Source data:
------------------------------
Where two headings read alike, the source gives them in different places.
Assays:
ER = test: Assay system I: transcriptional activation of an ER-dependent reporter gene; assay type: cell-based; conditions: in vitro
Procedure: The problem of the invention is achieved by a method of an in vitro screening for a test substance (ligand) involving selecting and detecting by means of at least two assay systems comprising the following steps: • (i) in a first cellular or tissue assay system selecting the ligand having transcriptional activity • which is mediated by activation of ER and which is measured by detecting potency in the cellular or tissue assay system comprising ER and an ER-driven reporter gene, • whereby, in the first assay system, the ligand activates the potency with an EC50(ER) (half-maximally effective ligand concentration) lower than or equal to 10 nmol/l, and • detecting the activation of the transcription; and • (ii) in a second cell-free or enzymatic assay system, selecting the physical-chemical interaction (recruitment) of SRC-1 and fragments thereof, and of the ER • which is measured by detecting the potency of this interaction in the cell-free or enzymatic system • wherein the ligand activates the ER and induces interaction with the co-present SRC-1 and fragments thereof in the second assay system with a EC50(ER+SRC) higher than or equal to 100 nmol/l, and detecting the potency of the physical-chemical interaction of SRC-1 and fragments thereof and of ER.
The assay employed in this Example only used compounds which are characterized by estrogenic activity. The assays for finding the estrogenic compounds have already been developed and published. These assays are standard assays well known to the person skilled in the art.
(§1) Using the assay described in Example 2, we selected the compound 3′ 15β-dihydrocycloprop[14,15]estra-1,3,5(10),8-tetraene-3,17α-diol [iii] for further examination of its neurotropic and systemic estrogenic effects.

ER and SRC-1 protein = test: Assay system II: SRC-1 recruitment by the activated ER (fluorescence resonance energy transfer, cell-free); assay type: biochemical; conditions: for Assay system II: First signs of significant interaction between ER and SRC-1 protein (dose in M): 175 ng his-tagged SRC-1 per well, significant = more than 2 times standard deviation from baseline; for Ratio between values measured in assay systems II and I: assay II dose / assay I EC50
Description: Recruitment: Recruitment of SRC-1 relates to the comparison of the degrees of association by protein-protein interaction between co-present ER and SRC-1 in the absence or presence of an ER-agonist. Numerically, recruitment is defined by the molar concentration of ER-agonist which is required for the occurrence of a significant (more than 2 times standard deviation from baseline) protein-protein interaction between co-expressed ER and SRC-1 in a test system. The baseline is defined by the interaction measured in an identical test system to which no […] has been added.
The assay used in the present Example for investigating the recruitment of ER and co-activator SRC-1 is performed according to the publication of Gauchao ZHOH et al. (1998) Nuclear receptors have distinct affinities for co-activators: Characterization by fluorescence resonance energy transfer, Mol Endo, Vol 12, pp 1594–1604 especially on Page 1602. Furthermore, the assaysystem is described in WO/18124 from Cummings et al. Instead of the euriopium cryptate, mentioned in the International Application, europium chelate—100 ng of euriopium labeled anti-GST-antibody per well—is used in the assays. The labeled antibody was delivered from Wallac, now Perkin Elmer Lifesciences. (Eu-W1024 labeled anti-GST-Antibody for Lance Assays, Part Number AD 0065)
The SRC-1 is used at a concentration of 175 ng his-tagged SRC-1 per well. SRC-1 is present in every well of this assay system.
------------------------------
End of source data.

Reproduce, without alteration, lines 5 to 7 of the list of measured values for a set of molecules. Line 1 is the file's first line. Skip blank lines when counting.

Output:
The assay employed in this Example only used compounds which are characterized by estrogenic activity. The assays for finding the estrogenic compounds have already been developed and published. These assays are standard assays well known to the person skilled in the art.
(§1) Using the assay described in Example 2, we selected the compound 3′ 15β-dihydrocycloprop[14,15]estra-1,3,5(10),8-tetraene-3,17α-diol [iii] for further examination of its neurotropic and systemic estrogenic effects.

ER and SRC-1 protein = test: Assay system II: SRC-1 recruitment by the activated ER (fluorescence resonance energy transfer, cell-free); assay type: biochemical; conditions: for Assay system II: First signs of significant interaction between ER and SRC-1 protein (dose in M): 175 ng his-tagged SRC-1 per well, significant = more than 2 times standard deviation from baseline; for Ratio between values measured in assay systems II and I: assay II dose / assay I EC50